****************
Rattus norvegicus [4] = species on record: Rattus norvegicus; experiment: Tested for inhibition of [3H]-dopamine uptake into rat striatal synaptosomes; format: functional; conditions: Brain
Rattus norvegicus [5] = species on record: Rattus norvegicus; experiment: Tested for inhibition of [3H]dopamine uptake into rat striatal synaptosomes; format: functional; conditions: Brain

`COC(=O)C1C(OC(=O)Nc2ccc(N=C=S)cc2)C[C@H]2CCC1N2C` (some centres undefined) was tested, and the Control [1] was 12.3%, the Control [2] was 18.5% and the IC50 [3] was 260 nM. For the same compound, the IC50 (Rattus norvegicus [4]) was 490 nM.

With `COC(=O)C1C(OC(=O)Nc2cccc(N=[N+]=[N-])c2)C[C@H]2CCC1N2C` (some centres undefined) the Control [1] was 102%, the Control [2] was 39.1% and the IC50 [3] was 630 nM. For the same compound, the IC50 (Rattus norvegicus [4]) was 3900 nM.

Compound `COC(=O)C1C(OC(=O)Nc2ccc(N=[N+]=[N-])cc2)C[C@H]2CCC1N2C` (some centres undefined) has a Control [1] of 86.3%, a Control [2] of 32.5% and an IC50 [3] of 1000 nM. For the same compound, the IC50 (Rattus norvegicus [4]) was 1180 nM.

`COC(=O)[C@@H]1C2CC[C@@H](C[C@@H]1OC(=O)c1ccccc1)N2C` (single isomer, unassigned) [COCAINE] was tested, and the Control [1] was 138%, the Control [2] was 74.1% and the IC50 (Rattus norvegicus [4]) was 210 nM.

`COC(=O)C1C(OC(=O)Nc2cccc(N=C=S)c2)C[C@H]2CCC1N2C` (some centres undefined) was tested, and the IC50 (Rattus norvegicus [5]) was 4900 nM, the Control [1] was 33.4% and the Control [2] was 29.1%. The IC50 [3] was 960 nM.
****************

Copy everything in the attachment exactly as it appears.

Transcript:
Rattus norvegicus [4] = species on record: Rattus norvegicus; experiment: Tested for inhibition of [3H]-dopamine uptake into rat striatal synaptosomes; format: functional; conditions: Brain
Rattus norvegicus [5] = species on record: Rattus norvegicus; experiment: Tested for inhibition of [3H]dopamine uptake into rat striatal synaptosomes; format: functional; conditions: Brain

`COC(=O)C1C(OC(=O)Nc2ccc(N=C=S)cc2)C[C@H]2CCC1N2C` (some centres undefined) was tested, and the Control [1] was 12.3%, the Control [2] was 18.5% and the IC50 [3] was 260 nM. For the same compound, the IC50 (Rattus norvegicus [4]) was 490 nM.

With `COC(=O)C1C(OC(=O)Nc2cccc(N=[N+]=[N-])c2)C[C@H]2CCC1N2C` (some centres undefined) the Control [1] was 102%, the Control [2] was 39.1% and the IC50 [3] was 630 nM. For the same compound, the IC50 (Rattus norvegicus [4]) was 3900 nM.

Compound `COC(=O)C1C(OC(=O)Nc2ccc(N=[N+]=[N-])cc2)C[C@H]2CCC1N2C` (some centres undefined) has a Control [1] of 86.3%, a Control [2] of 32.5% and an IC50 [3] of 1000 nM. For the same compound, the IC50 (Rattus norvegicus [4]) was 1180 nM.

`COC(=O)[C@@H]1C2CC[C@@H](C[C@@H]1OC(=O)c1ccccc1)N2C` (single isomer, unassigned) [COCAINE] was tested, and the Control [1] was 138%, the Control [2] was 74.1% and the IC50 (Rattus norvegicus [4]) was 210 nM.

`COC(=O)C1C(OC(=O)Nc2cccc(N=C=S)c2)C[C@H]2CCC1N2C` (some centres undefined) was tested, and the IC50 (Rattus norvegicus [5]) was 4900 nM, the Control [1] was 33.4% and the Control [2] was 29.1%. The IC50 [3] was 960 nM.